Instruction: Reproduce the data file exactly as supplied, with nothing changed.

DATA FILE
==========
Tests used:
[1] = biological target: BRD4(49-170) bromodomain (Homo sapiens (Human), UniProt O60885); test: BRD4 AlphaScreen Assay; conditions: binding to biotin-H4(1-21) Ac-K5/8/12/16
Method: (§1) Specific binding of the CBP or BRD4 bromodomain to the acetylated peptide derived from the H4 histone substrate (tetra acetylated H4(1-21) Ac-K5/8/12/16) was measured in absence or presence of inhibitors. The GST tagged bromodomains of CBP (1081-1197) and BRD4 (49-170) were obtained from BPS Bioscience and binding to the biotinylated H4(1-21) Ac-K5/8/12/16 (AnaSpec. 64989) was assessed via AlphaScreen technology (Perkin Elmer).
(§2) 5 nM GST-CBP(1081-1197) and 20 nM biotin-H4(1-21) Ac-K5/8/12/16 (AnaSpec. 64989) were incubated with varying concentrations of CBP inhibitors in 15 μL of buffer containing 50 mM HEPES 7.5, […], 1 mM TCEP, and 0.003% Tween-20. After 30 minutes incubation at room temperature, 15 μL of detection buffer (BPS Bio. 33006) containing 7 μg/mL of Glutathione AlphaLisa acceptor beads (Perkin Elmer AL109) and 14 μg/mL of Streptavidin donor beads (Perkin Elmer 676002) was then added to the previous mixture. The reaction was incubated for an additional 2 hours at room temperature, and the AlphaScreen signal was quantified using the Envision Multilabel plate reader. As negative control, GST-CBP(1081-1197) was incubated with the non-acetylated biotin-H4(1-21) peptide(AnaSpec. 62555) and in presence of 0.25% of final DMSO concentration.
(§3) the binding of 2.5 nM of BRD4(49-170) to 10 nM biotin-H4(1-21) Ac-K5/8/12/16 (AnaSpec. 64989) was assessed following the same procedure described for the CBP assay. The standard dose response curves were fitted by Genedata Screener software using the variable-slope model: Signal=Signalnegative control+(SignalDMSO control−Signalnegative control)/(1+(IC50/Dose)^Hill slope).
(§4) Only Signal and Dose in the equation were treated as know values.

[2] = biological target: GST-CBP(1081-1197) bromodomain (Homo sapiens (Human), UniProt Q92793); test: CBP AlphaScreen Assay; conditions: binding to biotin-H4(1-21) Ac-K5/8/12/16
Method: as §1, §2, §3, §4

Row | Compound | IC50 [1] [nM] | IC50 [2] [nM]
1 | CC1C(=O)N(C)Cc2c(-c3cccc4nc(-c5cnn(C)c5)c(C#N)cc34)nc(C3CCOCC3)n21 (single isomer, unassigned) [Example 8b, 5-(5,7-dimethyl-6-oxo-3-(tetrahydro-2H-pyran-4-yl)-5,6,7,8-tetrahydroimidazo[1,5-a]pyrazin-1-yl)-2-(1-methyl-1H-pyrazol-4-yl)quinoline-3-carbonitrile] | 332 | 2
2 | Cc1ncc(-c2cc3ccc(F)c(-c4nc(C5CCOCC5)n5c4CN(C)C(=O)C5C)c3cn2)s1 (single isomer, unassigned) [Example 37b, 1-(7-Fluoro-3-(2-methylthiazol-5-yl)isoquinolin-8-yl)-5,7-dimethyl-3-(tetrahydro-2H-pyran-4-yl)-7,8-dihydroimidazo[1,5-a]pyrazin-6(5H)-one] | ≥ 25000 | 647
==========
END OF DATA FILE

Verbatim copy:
Tests used:
[1] = biological target: BRD4(49-170) bromodomain (Homo sapiens (Human), UniProt O60885); test: BRD4 AlphaScreen Assay; conditions: binding to biotin-H4(1-21) Ac-K5/8/12/16
Method: (§1) Specific binding of the CBP or BRD4 bromodomain to the acetylated peptide derived from the H4 histone substrate (tetra acetylated H4(1-21) Ac-K5/8/12/16) was measured in absence or presence of inhibitors. The GST tagged bromodomains of CBP (1081-1197) and BRD4 (49-170) were obtained from BPS Bioscience and binding to the biotinylated H4(1-21) Ac-K5/8/12/16 (AnaSpec. 64989) was assessed via AlphaScreen technology (Perkin Elmer).
(§2) 5 nM GST-CBP(1081-1197) and 20 nM biotin-H4(1-21) Ac-K5/8/12/16 (AnaSpec. 64989) were incubated with varying concentrations of CBP inhibitors in 15 μL of buffer containing 50 mM HEPES 7.5, […], 1 mM TCEP, and 0.003% Tween-20. After 30 minutes incubation at room temperature, 15 μL of detection buffer (BPS Bio. 33006) containing 7 μg/mL of Glutathione AlphaLisa acceptor beads (Perkin Elmer AL109) and 14 μg/mL of Streptavidin donor beads (Perkin Elmer 676002) was then added to the previous mixture. The reaction was incubated for an additional 2 hours at room temperature, and the AlphaScreen signal was quantified using the Envision Multilabel plate reader. As negative control, GST-CBP(1081-1197) was incubated with the non-acetylated biotin-H4(1-21) peptide(AnaSpec. 62555) and in presence of 0.25% of final DMSO concentration.
(§3) the binding of 2.5 nM of BRD4(49-170) to 10 nM biotin-H4(1-21) Ac-K5/8/12/16 (AnaSpec. 64989) was assessed following the same procedure described for the CBP assay. The standard dose response curves were fitted by Genedata Screener software using the variable-slope model: Signal=Signalnegative control+(SignalDMSO control−Signalnegative control)/(1+(IC50/Dose)^Hill slope).
(§4) Only Signal and Dose in the equation were treated as know values.

[2] = biological target: GST-CBP(1081-1197) bromodomain (Homo sapiens (Human), UniProt Q92793); test: CBP AlphaScreen Assay; conditions: binding to biotin-H4(1-21) Ac-K5/8/12/16
Method: as §1, §2, §3, §4

Row | Compound | IC50 [1] [nM] | IC50 [2] [nM]
1 | CC1C(=O)N(C)Cc2c(-c3cccc4nc(-c5cnn(C)c5)c(C#N)cc34)nc(C3CCOCC3)n21 (single isomer, unassigned) [Example 8b, 5-(5,7-dimethyl-6-oxo-3-(tetrahydro-2H-pyran-4-yl)-5,6,7,8-tetrahydroimidazo[1,5-a]pyrazin-1-yl)-2-(1-methyl-1H-pyrazol-4-yl)quinoline-3-carbonitrile] | 332 | 2
2 | Cc1ncc(-c2cc3ccc(F)c(-c4nc(C5CCOCC5)n5c4CN(C)C(=O)C5C)c3cn2)s1 (single isomer, unassigned) [Example 37b, 1-(7-Fluoro-3-(2-methylthiazol-5-yl)isoquinolin-8-yl)-5,7-dimethyl-3-(tetrahydro-2H-pyran-4-yl)-7,8-dihydroimidazo[1,5-a]pyrazin-6(5H)-one] | ≥ 25000 | 647